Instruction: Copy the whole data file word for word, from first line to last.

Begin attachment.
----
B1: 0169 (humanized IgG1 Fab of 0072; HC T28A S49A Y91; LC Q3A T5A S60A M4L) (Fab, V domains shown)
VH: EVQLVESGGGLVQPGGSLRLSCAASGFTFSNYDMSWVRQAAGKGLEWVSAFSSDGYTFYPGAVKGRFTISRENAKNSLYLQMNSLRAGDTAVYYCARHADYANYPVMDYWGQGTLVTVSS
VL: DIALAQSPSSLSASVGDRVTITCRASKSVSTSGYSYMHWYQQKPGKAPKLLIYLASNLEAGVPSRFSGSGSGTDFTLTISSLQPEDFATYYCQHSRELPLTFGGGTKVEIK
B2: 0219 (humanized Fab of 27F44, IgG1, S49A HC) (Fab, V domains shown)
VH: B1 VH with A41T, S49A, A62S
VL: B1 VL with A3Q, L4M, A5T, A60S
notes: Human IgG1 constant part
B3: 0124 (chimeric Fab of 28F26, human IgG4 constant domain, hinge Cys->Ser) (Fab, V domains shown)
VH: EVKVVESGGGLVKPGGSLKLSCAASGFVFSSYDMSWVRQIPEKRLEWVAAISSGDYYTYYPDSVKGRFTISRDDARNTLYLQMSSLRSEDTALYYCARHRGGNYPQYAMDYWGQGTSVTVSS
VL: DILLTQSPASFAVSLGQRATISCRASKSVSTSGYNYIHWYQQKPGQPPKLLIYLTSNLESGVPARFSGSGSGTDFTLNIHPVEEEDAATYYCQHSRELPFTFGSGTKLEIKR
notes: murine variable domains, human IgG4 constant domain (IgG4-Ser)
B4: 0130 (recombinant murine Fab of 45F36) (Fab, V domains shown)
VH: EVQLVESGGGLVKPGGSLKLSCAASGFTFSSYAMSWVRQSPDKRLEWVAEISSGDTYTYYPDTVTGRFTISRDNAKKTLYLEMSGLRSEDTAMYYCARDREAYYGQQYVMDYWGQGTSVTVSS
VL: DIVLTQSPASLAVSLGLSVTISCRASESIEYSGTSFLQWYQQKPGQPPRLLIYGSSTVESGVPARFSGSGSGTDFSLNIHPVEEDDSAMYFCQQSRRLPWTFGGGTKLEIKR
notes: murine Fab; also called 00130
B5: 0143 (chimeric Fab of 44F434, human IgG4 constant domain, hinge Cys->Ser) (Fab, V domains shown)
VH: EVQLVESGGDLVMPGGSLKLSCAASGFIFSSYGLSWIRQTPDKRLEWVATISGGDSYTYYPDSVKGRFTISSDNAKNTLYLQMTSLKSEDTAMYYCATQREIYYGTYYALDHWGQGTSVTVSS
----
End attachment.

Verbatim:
B1: 0169 (humanized IgG1 Fab of 0072; HC T28A S49A Y91; LC Q3A T5A S60A M4L) (Fab, V domains shown)
VH: EVQLVESGGGLVQPGGSLRLSCAASGFTFSNYDMSWVRQAAGKGLEWVSAFSSDGYTFYPGAVKGRFTISRENAKNSLYLQMNSLRAGDTAVYYCARHADYANYPVMDYWGQGTLVTVSS
VL: DIALAQSPSSLSASVGDRVTITCRASKSVSTSGYSYMHWYQQKPGKAPKLLIYLASNLEAGVPSRFSGSGSGTDFTLTISSLQPEDFATYYCQHSRELPLTFGGGTKVEIK
B2: 0219 (humanized Fab of 27F44, IgG1, S49A HC) (Fab, V domains shown)
VH: B1 VH with A41T, S49A, A62S
VL: B1 VL with A3Q, L4M, A5T, A60S
notes: Human IgG1 constant part
B3: 0124 (chimeric Fab of 28F26, human IgG4 constant domain, hinge Cys->Ser) (Fab, V domains shown)
VH: EVKVVESGGGLVKPGGSLKLSCAASGFVFSSYDMSWVRQIPEKRLEWVAAISSGDYYTYYPDSVKGRFTISRDDARNTLYLQMSSLRSEDTALYYCARHRGGNYPQYAMDYWGQGTSVTVSS
VL: DILLTQSPASFAVSLGQRATISCRASKSVSTSGYNYIHWYQQKPGQPPKLLIYLTSNLESGVPARFSGSGSGTDFTLNIHPVEEEDAATYYCQHSRELPFTFGSGTKLEIKR
notes: murine variable domains, human IgG4 constant domain (IgG4-Ser)
B4: 0130 (recombinant murine Fab of 45F36) (Fab, V domains shown)
VH: EVQLVESGGGLVKPGGSLKLSCAASGFTFSSYAMSWVRQSPDKRLEWVAEISSGDTYTYYPDTVTGRFTISRDNAKKTLYLEMSGLRSEDTAMYYCARDREAYYGQQYVMDYWGQGTSVTVSS
VL: DIVLTQSPASLAVSLGLSVTISCRASESIEYSGTSFLQWYQQKPGQPPRLLIYGSSTVESGVPARFSGSGSGTDFSLNIHPVEEDDSAMYFCQQSRRLPWTFGGGTKLEIKR
notes: murine Fab; also called 00130
B5: 0143 (chimeric Fab of 44F434, human IgG4 constant domain, hinge Cys->Ser) (Fab, V domains shown)
VH: EVQLVESGGDLVMPGGSLKLSCAASGFIFSSYGLSWIRQTPDKRLEWVATISGGDSYTYYPDSVKGRFTISSDNAKNTLYLQMTSLKSEDTAMYYCATQREIYYGTYYALDHWGQGTSVTVSS